Comfort Food

Comfort Food

Cabbage Rolls - New Twist

For those of us with European roots, many of our family comfort foods found their origins in what we refer to, today, as the Middle East. Christian crusaders and dealers along the trade routes carried these foodways into European countries 1500 years ago. Additionally, explorers like Marco Polo are responsible for having carried the spices of the Far East back to Europe, so the combination of all the activity along the ancient Royal Route and Silk Route contributed to the creation of the hodgepodge of foods that are all linked together, while being distinctly different!

Cabbage rolls fall into that category! Food historians have a heyday identifying the real origin of cabbage rolls! Many cultures claim ownership!

Home cooks in Eastern European countries (Poland, Hungary, Romania, and Bulgaria) make similar recipes and celebrate Christmas Holidays with this meal. According to Once Upon a, Jewish recipes for what is called ‘holishkls’ include raisins, brown sugar, lemon and tomato with ground meat. They are served during their religious fall harvest festival. All the names are different, and the ingredients range from including chopped mint and paprika to including dill. Some are served with a tomato sauce and others are served with a side of sour cream. Some of the names are linked to the French recipe for actual pigeons or doves wrapped in cabbage leaves. Many call cabbage rolls ‘little pigeons’ or ‘little doves’, even though the meat is ground beef, pork or lamb. Some are browned and brazed and other recipes call for steaming.

One recipe includes serving the cabbage rolls with a drizzle of lingonberry jam. Does that sound unusual? Without detailing the history of Sweden’s Charles XII and Russia’s Peter the Great, just know that Peter had 45,000 soldiers and Charles only had 14,000. Charles and some of his soldiers escaped a losing battle and self-exiled in Turkey. While in Turkey, Charles XII grew to love Dolmas, stuffed grape leaves. After returning to Sweden, Charles shared the recipe and gave birth to K√•ldolmar – the Swedish Cabbage Roll. We can date an early recipe to 1755, when a cookbook by Cajsa Warg was published. The dish is so popular, a special day is designated to celebrate it. November 30th (also the day Charles died in battle in 1718) is the ‘Day of the Cabbage Roll’!

European immigrants brought their own versions of cabbage roll recipes with them to America. Recipes show up in most early American cookbooks and continue to make the pages of comfort food cookbooks today. In my favorite vintage period, the 1950s, the recipes ranged from using pickled cabbage leaves … to smothering the rolls with stewed tomatoes … to topping the rolls with shredded cabbage or Sauer kraut … to adding a final topping of sour cream. In my childhood home, our cabbage rolls were smothered in stewed tomatoes and Mother’s home-canned stewed tomatoes always included celery seed, mustard seed and a little bit of sugar. Mama could turn a pound of ground beef into enough filling for 12 – 16 cabbage rolls!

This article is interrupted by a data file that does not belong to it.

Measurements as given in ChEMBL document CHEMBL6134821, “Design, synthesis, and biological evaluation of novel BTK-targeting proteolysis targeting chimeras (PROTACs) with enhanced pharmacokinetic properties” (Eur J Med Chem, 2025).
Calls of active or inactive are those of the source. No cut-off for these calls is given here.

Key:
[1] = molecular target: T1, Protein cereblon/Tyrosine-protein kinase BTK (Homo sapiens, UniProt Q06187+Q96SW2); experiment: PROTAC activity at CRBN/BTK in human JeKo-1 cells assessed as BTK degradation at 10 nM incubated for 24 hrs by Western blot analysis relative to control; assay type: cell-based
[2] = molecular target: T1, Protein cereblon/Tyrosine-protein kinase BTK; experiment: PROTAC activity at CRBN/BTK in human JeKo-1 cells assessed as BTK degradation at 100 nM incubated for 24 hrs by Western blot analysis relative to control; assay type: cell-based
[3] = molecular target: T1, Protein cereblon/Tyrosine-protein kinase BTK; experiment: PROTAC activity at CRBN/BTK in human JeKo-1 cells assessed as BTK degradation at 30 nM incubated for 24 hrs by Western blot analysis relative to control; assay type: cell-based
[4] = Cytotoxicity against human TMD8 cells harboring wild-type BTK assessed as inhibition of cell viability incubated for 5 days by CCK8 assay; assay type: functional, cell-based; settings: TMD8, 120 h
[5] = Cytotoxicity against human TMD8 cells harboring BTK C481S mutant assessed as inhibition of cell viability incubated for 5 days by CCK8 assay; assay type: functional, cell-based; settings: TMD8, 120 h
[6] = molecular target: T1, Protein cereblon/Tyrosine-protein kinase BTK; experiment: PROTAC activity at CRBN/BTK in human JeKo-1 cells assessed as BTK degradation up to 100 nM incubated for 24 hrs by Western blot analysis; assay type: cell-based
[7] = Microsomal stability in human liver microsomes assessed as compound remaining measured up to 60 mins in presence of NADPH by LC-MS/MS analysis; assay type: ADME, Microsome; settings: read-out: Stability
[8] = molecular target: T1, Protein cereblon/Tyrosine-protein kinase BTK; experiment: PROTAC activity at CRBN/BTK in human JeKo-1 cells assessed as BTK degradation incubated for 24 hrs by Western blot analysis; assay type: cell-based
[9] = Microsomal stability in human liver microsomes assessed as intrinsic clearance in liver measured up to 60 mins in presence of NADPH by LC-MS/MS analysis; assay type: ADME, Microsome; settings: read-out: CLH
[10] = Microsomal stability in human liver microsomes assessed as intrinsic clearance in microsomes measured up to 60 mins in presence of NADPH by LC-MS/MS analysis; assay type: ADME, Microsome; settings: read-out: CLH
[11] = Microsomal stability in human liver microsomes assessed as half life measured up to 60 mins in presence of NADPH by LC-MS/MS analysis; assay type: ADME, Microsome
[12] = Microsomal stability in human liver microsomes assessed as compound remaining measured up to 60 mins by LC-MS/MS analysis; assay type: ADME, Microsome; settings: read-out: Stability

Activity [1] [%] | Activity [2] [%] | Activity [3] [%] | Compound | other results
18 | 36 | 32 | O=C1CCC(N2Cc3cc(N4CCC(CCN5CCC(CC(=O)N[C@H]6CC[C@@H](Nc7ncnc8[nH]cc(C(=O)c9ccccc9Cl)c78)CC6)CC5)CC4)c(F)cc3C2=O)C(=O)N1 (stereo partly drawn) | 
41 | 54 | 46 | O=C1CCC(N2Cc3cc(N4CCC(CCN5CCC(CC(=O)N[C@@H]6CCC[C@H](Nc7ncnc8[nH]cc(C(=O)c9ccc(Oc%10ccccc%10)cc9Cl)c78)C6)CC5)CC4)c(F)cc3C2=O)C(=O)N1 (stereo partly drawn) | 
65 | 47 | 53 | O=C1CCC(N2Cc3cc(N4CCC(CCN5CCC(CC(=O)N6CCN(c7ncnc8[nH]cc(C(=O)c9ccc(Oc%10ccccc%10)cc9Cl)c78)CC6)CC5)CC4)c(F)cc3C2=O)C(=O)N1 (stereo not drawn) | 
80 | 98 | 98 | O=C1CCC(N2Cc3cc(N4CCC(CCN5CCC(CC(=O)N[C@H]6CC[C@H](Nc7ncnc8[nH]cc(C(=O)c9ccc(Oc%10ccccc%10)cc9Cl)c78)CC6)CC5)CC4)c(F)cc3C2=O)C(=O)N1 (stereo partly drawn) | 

I make my cabbage rolls the same way Mother made them! My husband and my daddy could nearly eat their weight in those cabbage rolls and if they were still at my table, I’d never change my method! However, I wanted to try something different so this week I stuffed cabbage leaves with a lightly flavored rice mixture. Try this and serve it with a grilled chicken breast and a few slices of field ripened tomato. You will love it.

Lemon Tarragon Stuffed Cabbage Leaves

Cabbage Rolls:
6 cabbage leaves
1 cup jasmine rice
Lemon infused olive oil
1 Tablespoon chopped Mexican Tarragon
1 lemon
1 egg
½ cup shredded Swiss cheese

2 T butter
2 T flour
2 cups Half and Half
Zest from half a lemon
Salt and pepper

Remove the outer six cabbage leaves and place them in boiling water for a couple minutes. Remove and drain. The leaves should be pliable.

Sauté the rice in a Tablespoon of lemon infused oil. When the rice begins to brown, add 2 cups of water and cook the rice on a simmer (with a lid) until it is done. Let the rice cool slightly before adding the cheese, egg and tarragon. Prepare the cabbage leaves by cutting the thick central stem from each leaf. Roll a scoop of rice in each leaf, folding the sides in before you roll. In a couple Tablespoons of lemon infused oil, gently brown the rolls in a heavy skillet. Add a cup of water to the skillet; slice half the lemon and place a slice of lemon on each roll; put the lid on the skillet and steam the cabbage rolls for 25 minutes. Remove the cabbage rolls to a serving platter and make the sauce in the same skillet.

Add 2 Tablespoons of butter to the skillet and when it melts, stir in 2 Tablespoons of flour. Let the roux cook for a couple minutes, then whisk in the Half and Half. Add the zest and the juice of half the lemon and cook until the sauce thickens. Serve the sauce with the cabbage rolls.

These cabbage rolls are flavorful, but not too rich and filling. They make a nice side dish served with grilled meat.

This post is part of my 2020 Vintage Vegetable project. If you’d like to read similar articles, just click the menu button. I’ll be sharing with some blog parties, so take a look at my list on the sidebar … and click through to see the partiers! Happy 4th of July! Let Freedom Ring!

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